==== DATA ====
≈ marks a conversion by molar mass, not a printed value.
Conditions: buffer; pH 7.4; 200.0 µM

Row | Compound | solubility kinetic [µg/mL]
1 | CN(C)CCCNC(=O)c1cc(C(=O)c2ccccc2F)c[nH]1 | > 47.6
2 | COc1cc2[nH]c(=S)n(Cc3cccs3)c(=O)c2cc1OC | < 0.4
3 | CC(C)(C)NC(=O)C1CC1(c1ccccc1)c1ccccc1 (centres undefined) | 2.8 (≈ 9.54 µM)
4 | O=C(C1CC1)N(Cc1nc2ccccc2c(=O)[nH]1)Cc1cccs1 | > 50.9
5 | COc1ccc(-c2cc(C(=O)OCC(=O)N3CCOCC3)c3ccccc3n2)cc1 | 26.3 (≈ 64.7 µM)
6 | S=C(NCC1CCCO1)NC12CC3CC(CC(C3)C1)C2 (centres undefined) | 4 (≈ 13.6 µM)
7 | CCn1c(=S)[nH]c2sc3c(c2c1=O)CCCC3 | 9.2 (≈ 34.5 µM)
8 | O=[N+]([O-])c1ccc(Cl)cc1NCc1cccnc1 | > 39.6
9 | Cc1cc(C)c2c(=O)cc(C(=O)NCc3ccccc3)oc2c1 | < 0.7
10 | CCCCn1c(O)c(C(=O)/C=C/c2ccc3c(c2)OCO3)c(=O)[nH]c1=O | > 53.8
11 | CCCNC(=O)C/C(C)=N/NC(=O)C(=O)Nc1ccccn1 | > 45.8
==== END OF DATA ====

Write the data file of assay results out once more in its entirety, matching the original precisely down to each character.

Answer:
≈ marks a conversion by molar mass, not a printed value.
Conditions: buffer; pH 7.4; 200.0 µM

Row | Compound | solubility kinetic [µg/mL]
1 | CN(C)CCCNC(=O)c1cc(C(=O)c2ccccc2F)c[nH]1 | > 47.6
2 | COc1cc2[nH]c(=S)n(Cc3cccs3)c(=O)c2cc1OC | < 0.4
3 | CC(C)(C)NC(=O)C1CC1(c1ccccc1)c1ccccc1 (centres undefined) | 2.8 (≈ 9.54 µM)
4 | O=C(C1CC1)N(Cc1nc2ccccc2c(=O)[nH]1)Cc1cccs1 | > 50.9
5 | COc1ccc(-c2cc(C(=O)OCC(=O)N3CCOCC3)c3ccccc3n2)cc1 | 26.3 (≈ 64.7 µM)
6 | S=C(NCC1CCCO1)NC12CC3CC(CC(C3)C1)C2 (centres undefined) | 4 (≈ 13.6 µM)
7 | CCn1c(=S)[nH]c2sc3c(c2c1=O)CCCC3 | 9.2 (≈ 34.5 µM)
8 | O=[N+]([O-])c1ccc(Cl)cc1NCc1cccnc1 | > 39.6
9 | Cc1cc(C)c2c(=O)cc(C(=O)NCc3ccccc3)oc2c1 | < 0.7
10 | CCCCn1c(O)c(C(=O)/C=C/c2ccc3c(c2)OCO3)c(=O)[nH]c1=O | > 53.8
11 | CCCNC(=O)C/C(C)=N/NC(=O)C(=O)Nc1ccccn1 | > 45.8